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In Sight—QOL Testing: Complementing Clinicals
By: K. Schaefer, Cosmetics & Toiletries magazine
Posted: January 4, 2008, from the January 2008 issue of Cosmetics & Toiletries.
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While Sirvent concedes that efficacy testing must be performed on cosmetic products, she notes that the way the products make consumers feel ultimately persuades them to continue using the products. Sirvent and her team saw a drastic increase in the number of personal care products launched in the mass market claiming to promote relaxing and energizing feelings and decided that this increase necessitated some type of test to substantiate the claims of such products.
“People often talk about the impact of cosmetics on the quality of life. This was first communicated in relation to acne and dermatitis for medical means, but no one had evaluated the well-being effects of products used to diminish wrinkles or cellulite,” added Sirvent.
Currently, the company’s two types of well-being tests are the Brief Mood Introspection Scale (BMIS) and the Well-being Manifestation Measure Scale (WBMMS). These two tests involve different time periods of effect.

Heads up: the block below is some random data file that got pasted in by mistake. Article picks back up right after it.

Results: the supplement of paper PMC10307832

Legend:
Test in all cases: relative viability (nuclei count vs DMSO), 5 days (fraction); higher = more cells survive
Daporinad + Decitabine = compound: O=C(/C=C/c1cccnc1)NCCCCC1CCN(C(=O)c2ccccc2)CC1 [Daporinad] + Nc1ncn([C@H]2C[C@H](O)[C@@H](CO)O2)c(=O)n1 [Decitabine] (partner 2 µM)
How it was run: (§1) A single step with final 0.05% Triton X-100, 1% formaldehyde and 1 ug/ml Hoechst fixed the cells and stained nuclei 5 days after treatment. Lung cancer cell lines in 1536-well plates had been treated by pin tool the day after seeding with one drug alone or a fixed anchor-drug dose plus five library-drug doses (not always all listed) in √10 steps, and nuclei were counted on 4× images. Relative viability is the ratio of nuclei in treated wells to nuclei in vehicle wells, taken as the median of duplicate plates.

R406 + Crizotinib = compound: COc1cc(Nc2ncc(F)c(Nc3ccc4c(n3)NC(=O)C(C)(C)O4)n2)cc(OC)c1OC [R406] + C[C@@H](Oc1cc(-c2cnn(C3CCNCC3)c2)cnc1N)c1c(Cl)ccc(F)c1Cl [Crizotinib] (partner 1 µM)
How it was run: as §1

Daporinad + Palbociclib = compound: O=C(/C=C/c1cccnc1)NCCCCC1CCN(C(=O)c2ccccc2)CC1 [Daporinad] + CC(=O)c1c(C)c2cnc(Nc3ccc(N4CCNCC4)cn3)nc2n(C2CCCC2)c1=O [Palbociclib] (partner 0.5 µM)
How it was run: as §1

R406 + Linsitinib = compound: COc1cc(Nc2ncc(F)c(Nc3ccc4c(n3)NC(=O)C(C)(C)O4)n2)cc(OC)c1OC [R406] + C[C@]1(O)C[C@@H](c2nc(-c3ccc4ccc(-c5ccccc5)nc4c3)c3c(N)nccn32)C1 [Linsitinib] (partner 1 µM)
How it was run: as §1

“BMIS is dedicated to immediate well-being,” explained Sirvent. “It evaluates the mood of the consumer, evaluating the short-term effect of a product such as a perfume or a facial treatment. The BMIS researches how a person feels before and after a treatment, or the product’s perceived efficacy,” explained Sirvent.
She further clarified that the WBMMS evaluates the long-term effects such as mood and confidence in a product claiming to improve skin issues such as wrinkles or cellulite. It involves six dimensions such as self-esteem, balance, social engagement, happiness, sociability, self-control and control of events.